This post is by Stephan Argent, President of Marketing and Agency Search advisory Listenmore, and a member of the Marketing FIRST Forum, the global consulting collective co-founded by TrinityP3.
Has someone on your team ever come to you with a novel idea that you’ve perhaps shut down too quickly? Has your agency wanted to try something a little out of the box that you’ve not carved out some budget for? Have you stifled one of your own ideas for fear of it being too risky?
Well, when you consider that cornflakes, fireworks, microwaves, post it notes – even potato chips – were all borne out of the by-products of responsible experimentation, you should be inspired into thinking your business could benefit from a little responsible experimentation on a regular basis.
I’ve long been an advocate of ‘responsible experimentation’ – the idea that everyone should experiment with new ideas, technologies and approaches – particularly in an era when advances in digital communications and technology are playing such a pivotal role in marketing.
To help frame up some responsible parameters for your own responsible experimentation, here are some do’s and don’ts that may help get the experimentation underway:
Set up a process for encouraging new ideas
It’s one thing to pay lip service to the idea of responsible experimentation, it’s another to actually create a framework for getting ideas tabled and explored.
Consider a monthly get-together with your team and your agencies to talk about new ideas and approaches. Create a cross-functional team specifically for innovation. The more you can let go and let your teams be creative, the more they’ll feel involved and empowered. It can be good for morale too.
Learn to measure
Not every idea is going to have a concrete ROI model – at least in the beginning. So if you can’t measure on ROI, encourage teams to create some other form of measure of success (or failure) as a placeholder to help you evaluate the merits of an idea.
Ask your customers / audiences for feedback
Responsible experimentation is a great opportunity to get your customers engaged with your business. Ask them for help, feedback, thoughts and ideas. And while you’re about it, build up a database of those who are willing to help and open a dialogue on their views of how you’re doing.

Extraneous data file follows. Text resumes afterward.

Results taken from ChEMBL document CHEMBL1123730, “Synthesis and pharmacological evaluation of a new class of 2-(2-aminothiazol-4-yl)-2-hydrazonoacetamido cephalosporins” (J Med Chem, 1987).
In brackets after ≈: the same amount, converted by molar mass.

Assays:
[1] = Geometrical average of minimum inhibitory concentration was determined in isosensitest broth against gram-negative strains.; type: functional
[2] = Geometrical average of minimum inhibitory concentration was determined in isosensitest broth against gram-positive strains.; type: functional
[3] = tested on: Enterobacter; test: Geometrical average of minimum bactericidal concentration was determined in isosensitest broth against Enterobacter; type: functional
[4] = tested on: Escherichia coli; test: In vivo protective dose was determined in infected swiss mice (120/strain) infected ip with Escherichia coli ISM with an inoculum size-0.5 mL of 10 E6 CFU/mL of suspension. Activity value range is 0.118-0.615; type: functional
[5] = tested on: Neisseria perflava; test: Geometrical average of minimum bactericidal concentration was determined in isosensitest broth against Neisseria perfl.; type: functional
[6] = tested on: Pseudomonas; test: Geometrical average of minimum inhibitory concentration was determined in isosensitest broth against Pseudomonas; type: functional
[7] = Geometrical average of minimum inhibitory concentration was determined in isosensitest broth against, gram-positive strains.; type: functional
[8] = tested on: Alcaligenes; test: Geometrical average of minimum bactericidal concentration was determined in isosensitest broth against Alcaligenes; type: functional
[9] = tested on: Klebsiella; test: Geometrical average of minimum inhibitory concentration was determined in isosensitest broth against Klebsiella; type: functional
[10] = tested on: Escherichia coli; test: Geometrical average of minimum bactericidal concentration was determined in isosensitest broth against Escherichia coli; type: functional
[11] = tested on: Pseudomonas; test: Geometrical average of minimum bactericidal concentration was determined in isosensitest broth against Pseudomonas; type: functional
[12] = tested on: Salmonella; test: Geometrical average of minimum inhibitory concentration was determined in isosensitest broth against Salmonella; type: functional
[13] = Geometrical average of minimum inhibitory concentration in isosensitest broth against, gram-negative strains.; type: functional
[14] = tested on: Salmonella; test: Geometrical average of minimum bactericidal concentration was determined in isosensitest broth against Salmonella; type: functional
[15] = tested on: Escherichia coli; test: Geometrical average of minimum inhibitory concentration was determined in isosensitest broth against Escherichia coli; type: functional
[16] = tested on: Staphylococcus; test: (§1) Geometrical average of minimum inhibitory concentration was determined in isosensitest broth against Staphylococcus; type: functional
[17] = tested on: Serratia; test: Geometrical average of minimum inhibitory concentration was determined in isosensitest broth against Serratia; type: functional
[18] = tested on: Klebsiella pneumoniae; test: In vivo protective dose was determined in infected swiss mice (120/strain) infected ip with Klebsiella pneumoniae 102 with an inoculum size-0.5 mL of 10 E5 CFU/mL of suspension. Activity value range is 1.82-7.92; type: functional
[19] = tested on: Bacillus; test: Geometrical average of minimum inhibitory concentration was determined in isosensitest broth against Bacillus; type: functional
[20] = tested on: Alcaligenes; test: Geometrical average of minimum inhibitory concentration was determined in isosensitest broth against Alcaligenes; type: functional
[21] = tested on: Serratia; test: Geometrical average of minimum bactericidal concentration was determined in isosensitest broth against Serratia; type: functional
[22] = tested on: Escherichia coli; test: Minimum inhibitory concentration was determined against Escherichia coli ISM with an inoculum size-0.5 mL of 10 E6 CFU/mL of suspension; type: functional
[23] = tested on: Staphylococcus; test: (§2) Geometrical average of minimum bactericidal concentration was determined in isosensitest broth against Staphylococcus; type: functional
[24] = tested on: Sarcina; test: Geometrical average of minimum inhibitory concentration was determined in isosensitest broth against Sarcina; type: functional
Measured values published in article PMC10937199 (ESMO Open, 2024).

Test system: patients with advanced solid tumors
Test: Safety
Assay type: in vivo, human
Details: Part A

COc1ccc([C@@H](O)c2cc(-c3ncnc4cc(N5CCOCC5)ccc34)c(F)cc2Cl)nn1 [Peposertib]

Use social media
If appropriate, use social media to provide updates on your responsible experimentation. Ask for input or help along the way. Don’t let ideas disappear into a black hole never to see the light of day. Be honest about what worked and what didn’t.
Most ideas won’t get off the ground unless there’s some sort of budget to support them – so some sort of budget is essential. Even when budgets are tight, the upside to responsible experimentation (or even just the learning from responsible experimentation) can be huge.
Mess with the brand
Every brand has attributes and values that make it what it is. Responsible experimentation should always be evaluated through the lens of the brand and whether – at its best or worst – it is in step with your brand values. If it’s not a fit with the brand – or never will be – don’t do it.
Worry about mistakes
OK, that’s a broad statement – but the point is the concept here is this is about experimentation. Not every experiment is going to work. Not every experiment is going to yield the results you’d hoped for. If it doesn’t work, learn what and why it didn’t work and improve next time around.
Look through rose-colored glasses
Always consider your worst downside and ask ‘what’s the worst that could happen?’ Your worst downside should always preserve the integrity of your brand, as well as the security and safety of your customers and employees. Again, if those attributes aren’t present – don’t do it.
Ignore the recovery plan
If whatever you’re doing doesn’t work – what’s your internal and external communication strategy (if needed)? Give a heads-up to other groups or departments so everyone knows what’s going on and if the worst does happen, be ready with a prepared response.
Don’t stop experimenting just because something didn’t work. Measure, learn and try, try again. Remember, even Thomas Edison failed hundreds of times before getting his light bulb to work
In my view, responsible experimentation should be actively encouraged by all marketers and their agencies. To really make it work, support, encourage and empower your teams to experiment and seek support from executive management in your team’s efforts. With reasonable safety guards in place, risk should be minimal, your teams engaged, your customers engaged and your upside unlimited.
What’s your approach to responsible experimentation? And how can we help…?
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